Annals of Thoracic Medicine Official publication of the Saudi Thoracic Society, affiliated to King Saud University
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   2016| Oct-Dec  | Volume 11 | Issue 4  
    Online since October 10, 2016

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The respiratory care profession in Saudi Arabia: Past and present
Hajed M Al-Otaibi, Mohammed Dhafer AlAhmari
Oct-Dec 2016, 11(4):237-242
DOI:10.4103/1817-1737.191872  PMID:27803748
The respiratory care (RC) profession in Saudi Arabia is over 40-year-old. Although there have been major advancements in the profession, no history and enough information are available about its development and evolvement at current. This paper describes the history and development of the field of RC and future prospects for the profession in Saudi Arabia. A comprehensive review and assessment were conducted through direct contact, interviews, and a review of existing documents in the Medical Services Division of the Ministry of Defense, the Ministry of Health, The Ministry of Civil Services, representative hospitals, academic institutions, and other relevant texts. The data obtained were evaluated for its relevance and grouped on a thematic basis. This is currently the first paper about the history and development of the RC profession in Saudi Arabia over the last 45 years.
  6,296 1,699 -
Multi-drug resistant tuberculous spondylitis: A review of the literature
Quratulain Fatima Kizilbash, Barbara Joyce Seaworth
Oct-Dec 2016, 11(4):233-236
DOI:10.4103/1817-1737.191867  PMID:27803747
While tuberculous vertebral osteomyelitis is an ancient scourge, multi-drug resistant-tuberculosis (MDR-TB) is a modern major public health concern. The objective of this study was to review and summarize the data available on MDR-TB spondylitis. An extensive search of the PubMed database was conducted for articles in English relevant to MDR-TB spondylitis by December 2015. Tuberculous spondylitis accounts for 0.5–1% of all TB cases, and it is estimated that there are probably 5000 MDR-TB spondylitis cases each year worldwide. The diagnosis of MDR-TB spondylitis requires a high index of suspicion based on epidemiologic, clinical, and radiologic features. Cultures and susceptibility testing remain the gold standard for the diagnosis of MDR-TB, but this can take several weeks to obtain. Medical treatment is the mainstay of therapy, and ideally, it should be based on drug susceptibility testing. If empiric treatment is necessary, it should be based on drug exposure history, contact history, epidemiology, and local drug resistance data, if available. The total duration of treatment should not be <18–24 months. Clinical, radiographic, and if possible, bacteriologic improvement should be used to assess the treatment success. Surgery should be reserved for neurologic deterioration, significant kyphosis, spinal instability, severe pain, and failure of medical management.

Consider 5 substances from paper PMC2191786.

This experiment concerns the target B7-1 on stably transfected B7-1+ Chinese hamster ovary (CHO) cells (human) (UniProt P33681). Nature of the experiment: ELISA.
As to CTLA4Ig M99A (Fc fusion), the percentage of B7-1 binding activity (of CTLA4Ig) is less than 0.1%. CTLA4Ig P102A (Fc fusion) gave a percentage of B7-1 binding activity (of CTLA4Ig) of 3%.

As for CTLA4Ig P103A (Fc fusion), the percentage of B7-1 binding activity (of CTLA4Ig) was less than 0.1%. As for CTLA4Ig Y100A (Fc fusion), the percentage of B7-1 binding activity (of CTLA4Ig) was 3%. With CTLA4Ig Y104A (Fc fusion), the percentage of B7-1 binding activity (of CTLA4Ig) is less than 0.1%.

2,700 4,442 -
Ketamine versus aminophylline for acute asthma in children: A randomized, controlled trial
Abhimanyu Tiwari, Vishal Guglani, Kana Ram Jat
Oct-Dec 2016, 11(4):283-288
DOI:10.4103/1817-1737.191874  PMID:27803755
Background: There is a lack of consensus regarding second-line therapy in children with acute asthma who fail to the standard therapy. Ketamine had bronchodilator property and may be useful in the treatment of acute asthma. Objective: The objective of this study was to evaluate the efficacy and safety of ketamine as compared to aminophylline in children with acute asthma who respond poorly to the standard therapy. Methods: This randomized controlled trial included patients with acute asthma having Pediatric Respiratory Assessment Measure (PRAM) score ≥5 at 2 h of standard therapy. The enrolled patients received either intravenous (IV) ketamine or IV aminophylline. Primary outcome measure was change in PRAM score at the end of intervention. Secondary outcome measures included adverse effects, change in PO2and PCO2, need for mechanical ventilation, and duration of hospital stay. Results: The trial included 24 patients each in ketamine and aminophylline groups. The baseline parameters were similar between the groups. The primary outcome was similar in both the groups with a change in PRAM score of 4.00 ± 1.25 and 4.17 ± 1.68 (P = 0.699) in ketamine and aminophylline groups, respectively. The secondary outcomes were not different between the groups. Conclusion: Ketamine and aminophylline were equally effective for children with acute asthma who responded poorly to the standard therapy.
  4,812 727 -
Body mass index, airflow obstruction and dyspnea and body mass index, airflow obstruction, dyspnea scores, age and pack years-predictive properties of new multidimensional prognostic indices of chronic obstructive pulmonary disease in primary care